"Nov. 26, 2012 -- Pediatricians should routinely talk to their teen patients about emergency birth control and write them prescriptions for “morning-after pills” so they can get them quickly if necessary, according to a new policy statement from t"...
NuvaRing Patient Information including How Should I Take
In this Article
- What is ethinyl estradiol and etonogestrel (NuvaRing)?
- What are the possible side effects of this medication (NuvaRing)?
- What is the most important information I should know about this medication (NuvaRing)?
- What should I discuss with my healthcare provider before using this medication (NuvaRing)?
- How should I use this medication (NuvaRing)?
- What happens if I miss a dose (NuvaRing)?
- What happens if I overdose (NuvaRing)?
- What should I avoid while using this medication (NuvaRing)?
- What other drugs will affect ethinyl estradiol and etonogestrel (NuvaRing)?
- Where can I get more information?
What should I discuss with my healthcare provider before using this medication (NuvaRing)?
This medication can cause birth defects. Do not use if you are pregnant. Tell your doctor right away if you become pregnant, or if you miss two menstrual periods in a row. If you have recently had a baby, wait at least 4 weeks before using an ethinyl estradiol and etonogestrel vaginal ring.
You should not use this medication if you have:
- untreated or uncontrolled high blood pressure;
- heart disease, circulation problems, history of heart attack, stroke, or blood clot;
- a history of hormone-related cancer such as breast or uterine cancer;
- unusual vaginal bleeding that has not been checked by a doctor;
- severe migraine headaches (with aura, numbness, weakness, or vision changes), especially if you are older than 35;
- liver disease or liver cancer, a history of jaundice caused by pregnancy or birth control pills; or
- if you smoke and are over 35 years old.
To make sure you can safely use a vaginal ring tell your doctor if you have any of these other conditions:
- high blood pressure, varicose veins, high cholesterol or triglycerides, or if you are overweight;
- a history of depression;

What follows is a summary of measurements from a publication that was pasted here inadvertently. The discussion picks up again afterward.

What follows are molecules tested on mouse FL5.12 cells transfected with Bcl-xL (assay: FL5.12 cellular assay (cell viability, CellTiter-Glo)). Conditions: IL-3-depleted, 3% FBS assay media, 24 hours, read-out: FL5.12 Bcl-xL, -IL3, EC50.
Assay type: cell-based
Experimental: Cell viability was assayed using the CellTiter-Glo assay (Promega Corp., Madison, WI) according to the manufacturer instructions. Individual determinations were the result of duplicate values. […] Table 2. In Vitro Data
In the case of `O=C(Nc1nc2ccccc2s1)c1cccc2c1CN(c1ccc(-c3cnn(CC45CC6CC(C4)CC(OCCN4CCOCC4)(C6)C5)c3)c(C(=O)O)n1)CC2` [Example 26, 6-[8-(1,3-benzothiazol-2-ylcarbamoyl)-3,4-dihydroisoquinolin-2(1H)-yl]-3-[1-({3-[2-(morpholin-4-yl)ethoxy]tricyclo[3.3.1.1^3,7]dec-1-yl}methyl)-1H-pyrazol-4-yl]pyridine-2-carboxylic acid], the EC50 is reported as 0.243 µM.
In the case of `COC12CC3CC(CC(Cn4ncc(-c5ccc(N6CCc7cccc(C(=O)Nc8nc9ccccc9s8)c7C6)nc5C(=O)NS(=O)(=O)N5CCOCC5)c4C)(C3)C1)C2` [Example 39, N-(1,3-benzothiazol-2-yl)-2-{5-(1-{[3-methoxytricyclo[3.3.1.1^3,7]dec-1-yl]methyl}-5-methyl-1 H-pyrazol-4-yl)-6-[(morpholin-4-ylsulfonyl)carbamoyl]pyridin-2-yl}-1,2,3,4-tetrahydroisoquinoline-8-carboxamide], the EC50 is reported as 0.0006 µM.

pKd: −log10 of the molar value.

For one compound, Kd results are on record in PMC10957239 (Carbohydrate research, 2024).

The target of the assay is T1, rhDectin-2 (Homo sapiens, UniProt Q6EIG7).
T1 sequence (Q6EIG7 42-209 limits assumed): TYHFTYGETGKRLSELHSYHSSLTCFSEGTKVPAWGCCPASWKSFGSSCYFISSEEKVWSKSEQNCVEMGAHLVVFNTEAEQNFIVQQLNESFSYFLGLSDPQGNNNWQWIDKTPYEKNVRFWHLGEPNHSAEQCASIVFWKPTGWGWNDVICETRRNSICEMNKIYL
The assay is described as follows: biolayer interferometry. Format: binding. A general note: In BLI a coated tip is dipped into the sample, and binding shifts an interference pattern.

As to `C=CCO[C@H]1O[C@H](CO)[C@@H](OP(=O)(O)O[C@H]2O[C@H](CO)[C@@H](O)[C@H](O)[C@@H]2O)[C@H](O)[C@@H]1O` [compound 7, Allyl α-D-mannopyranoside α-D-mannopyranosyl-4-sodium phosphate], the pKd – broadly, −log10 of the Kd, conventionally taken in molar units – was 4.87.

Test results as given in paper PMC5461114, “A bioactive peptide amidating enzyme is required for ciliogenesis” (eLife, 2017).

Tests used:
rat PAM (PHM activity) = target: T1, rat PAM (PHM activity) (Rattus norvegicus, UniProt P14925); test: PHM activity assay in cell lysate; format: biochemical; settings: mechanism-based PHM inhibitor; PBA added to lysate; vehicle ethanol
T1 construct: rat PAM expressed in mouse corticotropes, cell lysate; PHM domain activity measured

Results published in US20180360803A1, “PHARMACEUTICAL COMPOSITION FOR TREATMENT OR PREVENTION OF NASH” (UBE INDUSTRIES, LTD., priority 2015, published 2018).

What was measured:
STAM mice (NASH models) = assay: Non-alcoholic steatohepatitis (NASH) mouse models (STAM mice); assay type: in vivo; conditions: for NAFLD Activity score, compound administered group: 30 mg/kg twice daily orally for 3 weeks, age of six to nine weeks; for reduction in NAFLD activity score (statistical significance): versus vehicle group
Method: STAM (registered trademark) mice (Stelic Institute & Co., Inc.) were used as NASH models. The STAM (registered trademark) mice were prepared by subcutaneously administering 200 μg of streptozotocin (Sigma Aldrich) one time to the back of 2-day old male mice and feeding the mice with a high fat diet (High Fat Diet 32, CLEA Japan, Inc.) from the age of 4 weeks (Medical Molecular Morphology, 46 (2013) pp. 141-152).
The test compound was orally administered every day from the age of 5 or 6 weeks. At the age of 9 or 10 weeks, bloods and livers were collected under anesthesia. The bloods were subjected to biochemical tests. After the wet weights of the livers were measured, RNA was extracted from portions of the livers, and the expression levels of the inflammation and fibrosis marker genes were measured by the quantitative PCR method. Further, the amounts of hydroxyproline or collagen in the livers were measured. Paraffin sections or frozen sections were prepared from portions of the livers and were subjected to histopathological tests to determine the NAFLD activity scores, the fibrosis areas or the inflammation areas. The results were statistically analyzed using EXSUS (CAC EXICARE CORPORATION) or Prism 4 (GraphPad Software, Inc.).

- diabetes, underactive thyroid, gallbladder disease;
- seizures or epilepsy;
- a history of irregular menstrual cycles, toxic shock syndrome, or easy vaginal irritation;
- prolapsed (dropped) uterus, bladder, or rectum;
- severe constipation; or
- a history of fibrocystic breast disease, lumps, nodules, or an abnormal mammogram.
The hormones in this medication can pass into breast milk and may harm a nursing baby. Ethinyl estradiol and etonogestrel may also slow breast milk production. Do not use if you are breast feeding a baby.
How should I use this medication (NuvaRing)?
Use exactly as prescribed by your doctor. Do not use in larger or smaller amounts or for longer than recommended. Follow the directions on your prescription label. This medication comes with patient instructions for safe and effective use. Follow these directions carefully.
Your doctor will tell which day of your menstrual cycle to insert the first vaginal ring you use. During the first 7 days of using your first vaginal ring, you may need to use back-up birth control, such as condoms or a spermicide. Avoid using a diaphragm. Follow your doctor's instructions.
The vaginal ring should be left in place for 3 full weeks. Remove the ring after 3 weeks, on the same day of the week it was inserted at about the same time of day. Allow 1 full week to pass before inserting the new ring.
Your period should start during the week you do not wear a vaginal ring. Insert the new ring on the same day of the week it was inserted in the last cycle, even if your menstrual period has not ended yet.
The ethinyl estradiol and etonogestrel vaginal ring will not prevent pregnancy if you wear it only during intercourse. You must wear the ring for 3 full weeks, followed by 1 full week without a ring. The timing of ring insertion and removal is very important for this medicine to be effective as a form of birth control.
The ring does not need to be removed during sexual intercourse. If the ring is bothersome, you may remove it, rinse it with warm water, and reinsert it after intercourse. Do not leave the ring out for longer than 3 hours.
If you need surgery or medical tests or if you will be on bed rest, you may need to stop using this medication for a short time. Any doctor or surgeon who treats you should know that you are using the vaginal ring.
Store unused vaginal rings at room temperature away from moisture, heat, and light. To dispose of a used vaginal ring, place it in the foil pouch it came in and throw it away where children and pets cannot get to it. Do not flush the ring down a toilet.
Additional NuvaRing Information
NuvaRing - User Reviews
NuvaRing User Reviews
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Report Problems to the Food and Drug Administration
You are encouraged to report negative side effects of prescription drugs to the FDA. Visit the FDA MedWatch website or call 1-800-FDA-1088.
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